Period Care Products: A Breakdown
Whether you get your period once a month, once in a while, or somewhere in between, they can suck. There’s the cramps, the sweats, the poops, and … the blood. A lot of us use whatever our caregiver or friend gave us early on: usually single use tampons or pads. We were then told to zip up our pants and get on with it. After all, whatever others can do, we can do bleeding. But what to do with that blood? Lo and behold, there is space to learn!
*We do not condone shaming, blaming, or pressuring people about their choices in general. We support people in using whatever period product, or lack of product, works for them or is available to them. We want to acknowledge the massive privilege in these choices. We also want to state that periods are not gendered.
Why consider period product options?
Good question. The answer is threefold: common period products are incredibly damaging for the environment, as well as your body, and are based on the stigma that menstrual blood is “dirty.”
Folks who menstruate will use on average 5 to 15 thousand tampons or pads through their lives. In Canada, that approximates 54 million kilograms of waste annually – and don’t forget, it’s not processed properly. It ends up in landfills, in the water, and harming delicate ecosystems.
Vulvas and vaginal canals have some of the most porous skin on the body. They are very susceptible to chemicals and dyes. Did you know that pads and tampons are made from cotton and plastic (Up to 90%) covered in herbicides and pesticides, followed by harsh chemical bleaching?
Having the privilege to, and choosing to, be discursive about our menstrual products is a big deal: instead of using whatever we were first given, we can take a step back and find what works best for us. And the choice is absolutely ours! All we contend that it should still be a choice. So here’s the lowdown on what’s out there.
Single Use Pads
Pads are easy to come by, easy to use, and easy to dispose of. They are made of very absorbent plastic composites and adhesive on the back to stick to your underwear. They can get a bit stinky if you don’t have a chance to change them, so many come with synthetic scents.
Single Use Panty Liners
The thinner sister to pads, panty liners are advertised for use every day or with a tampon during the period to avoid leaking onto underwear or clothing. They are generally more comfortable than pads and have a little more breathability, but are significantly less absorbent. Also, your underwear is already doing the job.
Tampons (With or Without Applicators)
A cotton (typically mixed with plastic) tube in a paper or plastic applicator (Or without an applicator) ready to be inserted into the vaginal canal. Of all of the options listed here, this carries the greatest risk for Toxic Shock Syndrome. They are also very convenient and commonplace and can be found in most bathrooms.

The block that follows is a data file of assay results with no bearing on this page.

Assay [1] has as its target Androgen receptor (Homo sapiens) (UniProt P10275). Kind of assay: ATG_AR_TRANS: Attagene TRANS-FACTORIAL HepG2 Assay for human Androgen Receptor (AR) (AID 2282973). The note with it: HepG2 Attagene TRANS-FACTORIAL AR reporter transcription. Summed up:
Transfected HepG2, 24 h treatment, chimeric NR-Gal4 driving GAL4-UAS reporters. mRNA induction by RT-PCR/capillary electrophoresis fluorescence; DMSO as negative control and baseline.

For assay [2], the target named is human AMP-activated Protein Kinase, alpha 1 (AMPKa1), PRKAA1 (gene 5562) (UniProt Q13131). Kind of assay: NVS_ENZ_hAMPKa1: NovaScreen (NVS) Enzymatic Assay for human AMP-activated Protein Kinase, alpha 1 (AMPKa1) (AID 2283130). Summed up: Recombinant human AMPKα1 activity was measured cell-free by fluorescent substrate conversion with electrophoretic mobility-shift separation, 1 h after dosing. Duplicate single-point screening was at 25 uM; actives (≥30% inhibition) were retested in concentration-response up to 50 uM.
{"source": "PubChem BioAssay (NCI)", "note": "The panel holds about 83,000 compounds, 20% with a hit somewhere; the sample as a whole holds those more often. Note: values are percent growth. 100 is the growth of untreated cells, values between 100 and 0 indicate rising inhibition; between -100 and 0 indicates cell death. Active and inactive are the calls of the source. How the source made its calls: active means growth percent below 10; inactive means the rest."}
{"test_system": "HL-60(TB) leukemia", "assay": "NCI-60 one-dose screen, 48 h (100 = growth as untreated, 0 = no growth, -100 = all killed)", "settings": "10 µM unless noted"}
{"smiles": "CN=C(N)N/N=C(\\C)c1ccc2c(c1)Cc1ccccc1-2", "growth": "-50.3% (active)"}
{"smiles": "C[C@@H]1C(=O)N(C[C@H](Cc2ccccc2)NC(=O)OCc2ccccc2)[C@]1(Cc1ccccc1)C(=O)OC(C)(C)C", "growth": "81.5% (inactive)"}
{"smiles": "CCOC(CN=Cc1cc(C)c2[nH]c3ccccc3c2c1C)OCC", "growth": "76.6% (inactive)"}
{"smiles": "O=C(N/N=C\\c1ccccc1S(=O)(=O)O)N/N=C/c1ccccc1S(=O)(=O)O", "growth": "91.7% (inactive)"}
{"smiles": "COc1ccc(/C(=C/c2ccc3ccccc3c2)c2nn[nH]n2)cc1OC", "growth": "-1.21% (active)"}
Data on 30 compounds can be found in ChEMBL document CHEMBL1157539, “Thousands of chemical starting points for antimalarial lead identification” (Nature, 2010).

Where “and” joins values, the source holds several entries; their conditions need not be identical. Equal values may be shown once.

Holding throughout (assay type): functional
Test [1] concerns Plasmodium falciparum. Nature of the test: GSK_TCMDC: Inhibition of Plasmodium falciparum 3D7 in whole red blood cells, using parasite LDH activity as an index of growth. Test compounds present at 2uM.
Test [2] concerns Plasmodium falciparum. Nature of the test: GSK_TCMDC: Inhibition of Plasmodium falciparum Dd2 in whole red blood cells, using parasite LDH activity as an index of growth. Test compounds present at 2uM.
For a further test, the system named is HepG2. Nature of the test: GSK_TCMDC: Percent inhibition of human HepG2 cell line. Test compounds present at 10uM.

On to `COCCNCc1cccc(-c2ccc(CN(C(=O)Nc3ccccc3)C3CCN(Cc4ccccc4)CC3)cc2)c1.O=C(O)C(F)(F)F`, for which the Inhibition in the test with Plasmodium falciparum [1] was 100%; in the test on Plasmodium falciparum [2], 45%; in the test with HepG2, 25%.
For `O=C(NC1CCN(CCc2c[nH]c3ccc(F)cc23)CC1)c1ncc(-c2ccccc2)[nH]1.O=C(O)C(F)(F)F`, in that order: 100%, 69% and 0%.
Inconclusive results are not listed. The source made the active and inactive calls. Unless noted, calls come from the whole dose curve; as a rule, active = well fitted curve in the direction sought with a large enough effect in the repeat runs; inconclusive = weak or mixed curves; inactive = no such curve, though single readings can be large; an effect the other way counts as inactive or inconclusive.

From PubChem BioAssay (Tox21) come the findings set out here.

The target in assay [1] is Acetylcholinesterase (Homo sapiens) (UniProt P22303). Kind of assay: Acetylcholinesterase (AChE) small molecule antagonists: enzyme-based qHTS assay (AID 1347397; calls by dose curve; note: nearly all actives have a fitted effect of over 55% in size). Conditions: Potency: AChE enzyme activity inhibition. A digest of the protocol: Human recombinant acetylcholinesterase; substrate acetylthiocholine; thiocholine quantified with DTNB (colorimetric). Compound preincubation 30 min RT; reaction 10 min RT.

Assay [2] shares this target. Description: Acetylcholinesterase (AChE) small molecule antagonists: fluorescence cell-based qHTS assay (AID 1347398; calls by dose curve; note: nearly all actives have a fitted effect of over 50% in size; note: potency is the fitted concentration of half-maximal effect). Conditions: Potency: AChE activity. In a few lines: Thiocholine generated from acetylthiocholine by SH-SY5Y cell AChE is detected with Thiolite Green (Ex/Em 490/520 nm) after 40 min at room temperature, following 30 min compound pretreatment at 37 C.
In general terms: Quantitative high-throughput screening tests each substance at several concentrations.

Toiled Paper Wad
The old classic, and used by many of us in a pinch, this is toiled paper rolled around your hand and delicately placed in your underwear. High likelihood of falling out of place and leaking. But a good trick for your back pocket.
Period Aisle Liners & Pads - Shop Now
Multi Use Pad
Reusable pads can be washed with and then tossed in with your laundry. They are equipped with different methods for attaching to your underwear: for instance, sliding in a slit in your panties, or snap buttons.
Period Aisle Menstrual Cup - Shop Now
One of the more intimidating but more rewarding options, cups can stay inserted for up to 12 hours. They are made from medical grade silicone, so your blood can’t coagulate – making your risk for TSS (Toxic Shock Syndrome) way lower than other popular insertable options like tampons. They can take a little getting used to. After getting through the "getting acquainted" phase, I find cups exponentially more comfortable than tampons.
Instead of sitting in the vaginal canal like menstrual cups, the cervical cup sits high against the cervix like a diaphragm. They are also generally made of medical grade silicone, and take a little getting used to.
Period Underwear - Available at Aisle
These are panties designed to absorb your blood. They do a phenomenal job of trapping and holding it, while not producing odour. Just rinse with cold water and throw in with the rest of your laundry when you are ready. I like to take them into the shower with me, rinse, wash, hang to dry, and have ready for the next day!
An old classic, many folks opt to use cloth rags or small towels out of either necessity or desire. Just put inside your panties, and pull up: your underwear and pants should do an okay job of keeping it in place.
At Bonjibon, we know that no one person knows as much as the collective. So if you have something to share, question, or correct: Let us know!